Learning Lessons

It is a vital part of our process to identify and learn lessons from national and local major incidents. This is also extended to the exercises that we run throughout the year.

Post each major incident we facilitate a debrief and record what we could have done better and where things went well. This then results in a set of recommendations that the we track and then build into a processes to improve our working, hopefully learning the lessons for next time.

The Debrief Focus Group is made up of partners and ensures that we keep on top of the recommendations and upholds the standards of our LRF multi-agency debriefing by evaluating the debrief reports as a whole. Improvements to the process are made by this group.

Excerpts from some debriefs over the last few years can be found below.


Additional information


What worked well

  • Regular communication with partners had taken place before the impacts of the severe weather were felt across the LRF area

  • Community spirit was evident and many members of staff across all agencies went above and beyond to respond to the incident.

  • Use of social media to inform members of the public helped to foster a community spirit and demonstrated the efforts responders were going to.

  • The police twitter feed was particularly useful in providing information regarding road closures.

  • Information provided by the Met Office was excellent. Forecasts were timely and accurate enabling all responders to prepare for the arrival of the snow and ice.


  • Explore the feasibility of producing plans for areas of the strategic road network vulnerable to disruption by snow.

  • Prioritise the development of a Stranded Motorist Plan.

  • Review existing Information Sharing protocols to ensure all LRF partners have the confidence to share information with relevant agencies involved in the response.




What worked well:

  • Local meetings and liaison with the public allowed for effective communication in which locations for members of the public to access for support and information where established quickly.

  • Vulnerable people where quickly identified which meant the relevant support was provided effectively.

  • Rescues by Cornwall fire and Rescue crews prevented further causalities.

  • Multi agency coordination was efficient as a clear collective strategy was developed and its aims and objectives where met.



  • Promote community resilience amongst the 213 town and parish Councils in Cornwall to ensure communities are aware of any risks that might impact on them and enable them to plan and prepare to minimise the impact and disruption caused.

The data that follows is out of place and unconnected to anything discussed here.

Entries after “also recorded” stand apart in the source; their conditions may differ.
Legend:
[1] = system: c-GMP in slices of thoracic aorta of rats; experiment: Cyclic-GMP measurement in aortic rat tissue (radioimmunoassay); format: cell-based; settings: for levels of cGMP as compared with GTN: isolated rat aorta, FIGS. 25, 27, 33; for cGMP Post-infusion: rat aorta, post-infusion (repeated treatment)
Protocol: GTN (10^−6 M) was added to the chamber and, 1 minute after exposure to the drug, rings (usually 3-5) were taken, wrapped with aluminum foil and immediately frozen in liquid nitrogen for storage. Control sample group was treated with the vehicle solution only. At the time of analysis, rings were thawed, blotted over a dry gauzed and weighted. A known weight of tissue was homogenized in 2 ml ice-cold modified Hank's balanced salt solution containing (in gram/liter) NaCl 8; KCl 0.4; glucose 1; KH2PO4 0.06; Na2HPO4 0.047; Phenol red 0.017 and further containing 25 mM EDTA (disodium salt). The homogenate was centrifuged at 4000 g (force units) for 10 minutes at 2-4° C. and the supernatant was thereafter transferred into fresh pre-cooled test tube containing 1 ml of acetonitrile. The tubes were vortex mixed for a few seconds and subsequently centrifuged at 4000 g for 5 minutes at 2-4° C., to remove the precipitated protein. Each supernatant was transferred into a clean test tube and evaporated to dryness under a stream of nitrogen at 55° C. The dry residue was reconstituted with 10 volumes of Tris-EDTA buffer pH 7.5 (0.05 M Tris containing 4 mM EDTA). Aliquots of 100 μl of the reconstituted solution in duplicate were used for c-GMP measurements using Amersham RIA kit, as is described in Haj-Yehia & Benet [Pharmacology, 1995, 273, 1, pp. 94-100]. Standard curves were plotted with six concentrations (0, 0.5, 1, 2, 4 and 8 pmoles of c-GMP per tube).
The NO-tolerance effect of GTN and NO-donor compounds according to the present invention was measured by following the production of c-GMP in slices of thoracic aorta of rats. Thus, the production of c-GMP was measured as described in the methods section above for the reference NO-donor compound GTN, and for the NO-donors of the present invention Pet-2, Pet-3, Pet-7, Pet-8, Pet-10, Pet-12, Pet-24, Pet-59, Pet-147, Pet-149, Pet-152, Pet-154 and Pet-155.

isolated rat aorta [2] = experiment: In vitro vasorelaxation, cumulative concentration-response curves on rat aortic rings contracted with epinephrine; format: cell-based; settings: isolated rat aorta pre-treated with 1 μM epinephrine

• Ensure all relevant agencies have a clear understanding of how to declare a Major Incident.

  • Ensure resources at the scene request an Airwave interoperability channel as soon as possible during a major incident to facilitate communication between emergency responders.



What worked well:

  • Use of social media allowed a clear overview of the incident, as well as aided communication and warning and informing with the public.

  • County and District local authorities worked well together which allowed early notification of the incident.

  • South West Water proactively monitored water pressure which allowed optimum water pressures at Royal Devon and Exeter Hospital.

  • Joint Emergency Services Interoperability Principles (JESIP) were efficiently executed which allowed Police, Fire and Local Authorities to efficiently work together.


  • Consider the stand up a reception centre/drop in centre for people and businesses.

  • Ensure bus companies, have a clear plan or framework for communicating with the public in emergencies when transport is disrupted.

  • Examine if the procedures and protocols for the inner and outer cordons is robust to ensure that responders and members of the public are actively identifiable and protected from harm.




The Following recommendations are taken from the Kerslake Report

Key Recommendations for LRF

  • Responders should investigate ways to increase their own personnel’s understandings of their partner agencies’ procedures and operational priorities.

  • Responders should clarify their joint operating procedures in relation to the declaration of multi-agency forward control points, rendezvous points and marshalling arrangements during terrorist incidents and suspected terrorist incidents

  • A revision of  policies and procedures (including action plans) for Bomb, Explosion and Marauding Terrorist Firearms Attack to ensure that greater emphasis is placed on multi-agency co-location, communication and coordination.

  • Lead responders during terrorist incidents should review the technical capability and capacity of communications links between the Duty Officer and other partners’ control rooms and critical response assets.

  • A national review of the possibility of accrediting charities to deliver effective services in the response to an emergency should be undertaken.

  • The Government should increase its support for public first-aid training programmes (including those for children and young people).


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